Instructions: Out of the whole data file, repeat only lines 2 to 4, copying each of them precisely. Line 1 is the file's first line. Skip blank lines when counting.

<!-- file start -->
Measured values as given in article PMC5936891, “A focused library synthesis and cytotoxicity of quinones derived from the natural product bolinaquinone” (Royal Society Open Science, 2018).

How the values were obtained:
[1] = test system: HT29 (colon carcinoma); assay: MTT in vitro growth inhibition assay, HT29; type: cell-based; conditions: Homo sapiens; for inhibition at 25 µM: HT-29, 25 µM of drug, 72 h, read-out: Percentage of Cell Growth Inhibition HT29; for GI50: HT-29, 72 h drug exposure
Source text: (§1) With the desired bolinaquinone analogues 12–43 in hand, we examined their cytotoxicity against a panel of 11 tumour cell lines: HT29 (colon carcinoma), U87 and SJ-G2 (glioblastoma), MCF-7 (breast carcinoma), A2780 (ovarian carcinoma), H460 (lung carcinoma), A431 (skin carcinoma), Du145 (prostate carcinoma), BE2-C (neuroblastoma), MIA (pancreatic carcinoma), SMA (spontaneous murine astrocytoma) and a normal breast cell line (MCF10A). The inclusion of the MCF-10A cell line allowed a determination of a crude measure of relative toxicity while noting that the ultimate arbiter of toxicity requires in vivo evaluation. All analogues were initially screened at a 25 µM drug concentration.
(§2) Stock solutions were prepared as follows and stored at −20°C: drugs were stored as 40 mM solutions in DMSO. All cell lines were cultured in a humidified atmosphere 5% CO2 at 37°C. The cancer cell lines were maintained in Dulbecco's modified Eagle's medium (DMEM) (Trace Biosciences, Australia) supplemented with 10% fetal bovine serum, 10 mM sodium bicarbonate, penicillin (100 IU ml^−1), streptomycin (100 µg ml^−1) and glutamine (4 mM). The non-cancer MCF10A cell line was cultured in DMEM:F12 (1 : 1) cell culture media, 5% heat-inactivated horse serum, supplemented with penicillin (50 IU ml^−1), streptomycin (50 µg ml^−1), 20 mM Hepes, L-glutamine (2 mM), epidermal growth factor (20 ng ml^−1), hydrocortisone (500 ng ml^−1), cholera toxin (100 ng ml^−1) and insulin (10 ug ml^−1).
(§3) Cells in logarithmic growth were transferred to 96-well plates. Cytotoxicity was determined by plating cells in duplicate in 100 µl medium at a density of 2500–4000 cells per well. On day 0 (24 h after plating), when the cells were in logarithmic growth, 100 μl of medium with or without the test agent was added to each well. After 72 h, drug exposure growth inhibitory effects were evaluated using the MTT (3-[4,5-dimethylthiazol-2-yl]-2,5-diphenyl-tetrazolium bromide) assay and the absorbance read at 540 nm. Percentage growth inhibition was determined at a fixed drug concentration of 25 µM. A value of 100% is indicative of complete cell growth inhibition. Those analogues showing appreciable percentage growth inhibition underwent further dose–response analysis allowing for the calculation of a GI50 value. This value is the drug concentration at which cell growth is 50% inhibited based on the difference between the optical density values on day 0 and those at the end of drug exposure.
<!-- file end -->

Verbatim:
How the values were obtained:
[1] = test system: HT29 (colon carcinoma); assay: MTT in vitro growth inhibition assay, HT29; type: cell-based; conditions: Homo sapiens; for inhibition at 25 µM: HT-29, 25 µM of drug, 72 h, read-out: Percentage of Cell Growth Inhibition HT29; for GI50: HT-29, 72 h drug exposure
Source text: (§1) With the desired bolinaquinone analogues 12–43 in hand, we examined their cytotoxicity against a panel of 11 tumour cell lines: HT29 (colon carcinoma), U87 and SJ-G2 (glioblastoma), MCF-7 (breast carcinoma), A2780 (ovarian carcinoma), H460 (lung carcinoma), A431 (skin carcinoma), Du145 (prostate carcinoma), BE2-C (neuroblastoma), MIA (pancreatic carcinoma), SMA (spontaneous murine astrocytoma) and a normal breast cell line (MCF10A). The inclusion of the MCF-10A cell line allowed a determination of a crude measure of relative toxicity while noting that the ultimate arbiter of toxicity requires in vivo evaluation. All analogues were initially screened at a 25 µM drug concentration.